Beams, wires and drinks
Over the years, scientists have come up with a number of ways to make radiotherapy more elegant and precise, but in principle the treatment remains the same: a high dose of radiation aimed at the tumour. Although there are many types, broadly radiotherapy is given in 2 ways, from either outside the body (external radiotherapy) or inside (internal radiotherapy). Not everyone has radiotherapy as part of their treatment, but which one is used depends on the type of tumour and where it is in the body, among other things.
For example, a type of internal radiotherapy called radioactive iodine therapy is a very effective treatment for patients with thyroid cancer. The radioactive iodine is given as a drink or in a pill and is then taken up by the thyroid cancer cells, but not healthy cells, and hence has few side effects. This is known as radioactive liquid therapy and is one of two main types of internal radiotherapy. The other, called brachytherapy, involves placing a radioactive implant next to the tumour, such as tiny metal pellets or wires.
Although internal radiotherapy works well for certain cancers, external radiotherapy is the most common type used. Different kinds of radiation are used here, usually x-rays but sometimes tiny particles like protons which are found in the hearts of atoms. The radiation is hurled toward the tumour in beams ejected from a highly sophisticated machine, most commonly one called a linear accelerator.
Rather than relying on a degree of guesswork like in the very early days of radiotherapy, today doctors take very detailed images of patients’ tumours and their surroundings using techniques like CT or MRI scans. This helps doctors plan the treatment very precisely in 3D, so the tumour bears the brunt of the blow while its neighbouring healthy tissues are spared as much as possible.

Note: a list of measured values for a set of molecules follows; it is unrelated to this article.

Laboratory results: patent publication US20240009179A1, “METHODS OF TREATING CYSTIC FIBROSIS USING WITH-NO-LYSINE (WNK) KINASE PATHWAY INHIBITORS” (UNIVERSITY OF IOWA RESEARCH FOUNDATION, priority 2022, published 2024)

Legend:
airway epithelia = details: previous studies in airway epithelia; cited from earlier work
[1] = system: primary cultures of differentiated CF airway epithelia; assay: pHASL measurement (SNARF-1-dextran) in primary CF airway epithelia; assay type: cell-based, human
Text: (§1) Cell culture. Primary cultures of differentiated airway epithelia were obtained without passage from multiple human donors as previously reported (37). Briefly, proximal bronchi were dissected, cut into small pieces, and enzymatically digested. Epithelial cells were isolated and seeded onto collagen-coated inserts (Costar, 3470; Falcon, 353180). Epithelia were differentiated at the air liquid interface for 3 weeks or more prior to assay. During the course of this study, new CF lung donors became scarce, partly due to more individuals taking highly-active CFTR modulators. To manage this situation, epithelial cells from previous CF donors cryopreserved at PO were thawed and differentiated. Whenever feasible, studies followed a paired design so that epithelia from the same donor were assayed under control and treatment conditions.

There are also a variety of other tricks to make the treatment more accurate, such as aiming the beams from a number of angles so that they can closely shape the tumour, or switching up their intensity. You’ll hear more about these techniques in the posts that follow in this series.
Old but gold
Although radiotherapy has dramatically improved and modernised over the years, as with any treatment it’s not perfect and still has issues. The main problem is that even with targeted radiotherapy, it’s very difficult to leave healthy tissue around the cancer completely unharmed. Beams of radiation both enter and exit the body through healthy tissue, and tiny movements by the patient and even breathing can put the tumour slightly off target, leading to side effects from damaged healthy tissue.
This is a particular issue for children and young people, whose delicate and growing bodies are particularly susceptible to these off-target effects. Such patients have a risk of developing another cancer later in life as a result of the therapy, which is why doctors must weigh up the benefits with the risks while planning their treatment. Proton beam therapy, a highly-targeted type of radiotherapy that has shown promise in these more complex cases, may reduce these risks – a topic we’ll be covering in depth in the next post.
So while there are still improvements to be made, radiotherapy may be old, but it’s gold: It’s been helping patients survive cancer for well over 100 years and continues to be one of the most important tools that cancer doctors have. As with any treatment it carries risks, both short- and long-term. But as the technology continues to improve, so too will these be minimised, helping patients live longer, healthier lives.